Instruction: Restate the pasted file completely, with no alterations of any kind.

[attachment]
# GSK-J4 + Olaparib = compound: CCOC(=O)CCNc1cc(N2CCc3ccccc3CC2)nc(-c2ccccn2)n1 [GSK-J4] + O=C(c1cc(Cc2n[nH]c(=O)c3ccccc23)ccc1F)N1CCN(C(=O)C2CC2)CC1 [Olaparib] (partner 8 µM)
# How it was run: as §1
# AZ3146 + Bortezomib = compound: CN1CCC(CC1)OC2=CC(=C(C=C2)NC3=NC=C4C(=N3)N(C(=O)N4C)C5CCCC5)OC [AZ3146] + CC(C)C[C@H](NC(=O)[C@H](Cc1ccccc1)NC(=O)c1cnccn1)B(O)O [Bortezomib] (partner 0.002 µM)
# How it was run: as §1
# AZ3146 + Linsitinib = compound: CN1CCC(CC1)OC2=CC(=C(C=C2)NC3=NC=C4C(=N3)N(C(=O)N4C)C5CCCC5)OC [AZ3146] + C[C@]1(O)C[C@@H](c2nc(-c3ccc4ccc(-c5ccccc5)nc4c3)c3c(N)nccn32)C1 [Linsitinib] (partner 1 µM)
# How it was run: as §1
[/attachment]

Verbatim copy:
# GSK-J4 + Olaparib = compound: CCOC(=O)CCNc1cc(N2CCc3ccccc3CC2)nc(-c2ccccn2)n1 [GSK-J4] + O=C(c1cc(Cc2n[nH]c(=O)c3ccccc23)ccc1F)N1CCN(C(=O)C2CC2)CC1 [Olaparib] (partner 8 µM)
# How it was run: as §1
# AZ3146 + Bortezomib = compound: CN1CCC(CC1)OC2=CC(=C(C=C2)NC3=NC=C4C(=N3)N(C(=O)N4C)C5CCCC5)OC [AZ3146] + CC(C)C[C@H](NC(=O)[C@H](Cc1ccccc1)NC(=O)c1cnccn1)B(O)O [Bortezomib] (partner 0.002 µM)
# How it was run: as §1
# AZ3146 + Linsitinib = compound: CN1CCC(CC1)OC2=CC(=C(C=C2)NC3=NC=C4C(=N3)N(C(=O)N4C)C5CCCC5)OC [AZ3146] + C[C@]1(O)C[C@@H](c2nc(-c3ccc4ccc(-c5ccccc5)nc4c3)c3c(N)nccn32)C1 [Linsitinib] (partner 1 µM)
# How it was run: as §1